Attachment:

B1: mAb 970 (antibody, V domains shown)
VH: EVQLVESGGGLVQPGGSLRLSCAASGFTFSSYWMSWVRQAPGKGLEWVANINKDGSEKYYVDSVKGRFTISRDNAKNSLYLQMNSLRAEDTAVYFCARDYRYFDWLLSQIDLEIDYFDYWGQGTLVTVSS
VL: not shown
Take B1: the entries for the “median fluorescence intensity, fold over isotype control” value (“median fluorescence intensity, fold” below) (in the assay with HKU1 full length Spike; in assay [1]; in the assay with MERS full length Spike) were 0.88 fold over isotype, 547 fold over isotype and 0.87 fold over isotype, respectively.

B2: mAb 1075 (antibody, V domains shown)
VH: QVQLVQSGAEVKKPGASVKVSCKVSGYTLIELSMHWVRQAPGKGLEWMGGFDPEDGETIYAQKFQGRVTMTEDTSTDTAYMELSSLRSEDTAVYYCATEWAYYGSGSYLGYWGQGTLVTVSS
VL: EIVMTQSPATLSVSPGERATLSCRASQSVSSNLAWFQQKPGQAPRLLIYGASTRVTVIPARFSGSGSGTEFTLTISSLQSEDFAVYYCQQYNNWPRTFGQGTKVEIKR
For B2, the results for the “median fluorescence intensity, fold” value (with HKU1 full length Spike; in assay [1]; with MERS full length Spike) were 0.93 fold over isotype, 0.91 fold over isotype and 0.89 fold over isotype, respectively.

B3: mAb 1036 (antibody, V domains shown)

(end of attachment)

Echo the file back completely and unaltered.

B1: mAb 970 (antibody, V domains shown)
VH: EVQLVESGGGLVQPGGSLRLSCAASGFTFSSYWMSWVRQAPGKGLEWVANINKDGSEKYYVDSVKGRFTISRDNAKNSLYLQMNSLRAEDTAVYFCARDYRYFDWLLSQIDLEIDYFDYWGQGTLVTVSS
VL: not shown
Take B1: the entries for the “median fluorescence intensity, fold over isotype control” value (“median fluorescence intensity, fold” below) (in the assay with HKU1 full length Spike; in assay [1]; in the assay with MERS full length Spike) were 0.88 fold over isotype, 547 fold over isotype and 0.87 fold over isotype, respectively.

B2: mAb 1075 (antibody, V domains shown)
VH: QVQLVQSGAEVKKPGASVKVSCKVSGYTLIELSMHWVRQAPGKGLEWMGGFDPEDGETIYAQKFQGRVTMTEDTSTDTAYMELSSLRSEDTAVYYCATEWAYYGSGSYLGYWGQGTLVTVSS
VL: EIVMTQSPATLSVSPGERATLSCRASQSVSSNLAWFQQKPGQAPRLLIYGASTRVTVIPARFSGSGSGTEFTLTISSLQSEDFAVYYCQQYNNWPRTFGQGTKVEIKR
For B2, the results for the “median fluorescence intensity, fold” value (with HKU1 full length Spike; in assay [1]; with MERS full length Spike) were 0.93 fold over isotype, 0.91 fold over isotype and 0.89 fold over isotype, respectively.

B3: mAb 1036 (antibody, V domains shown)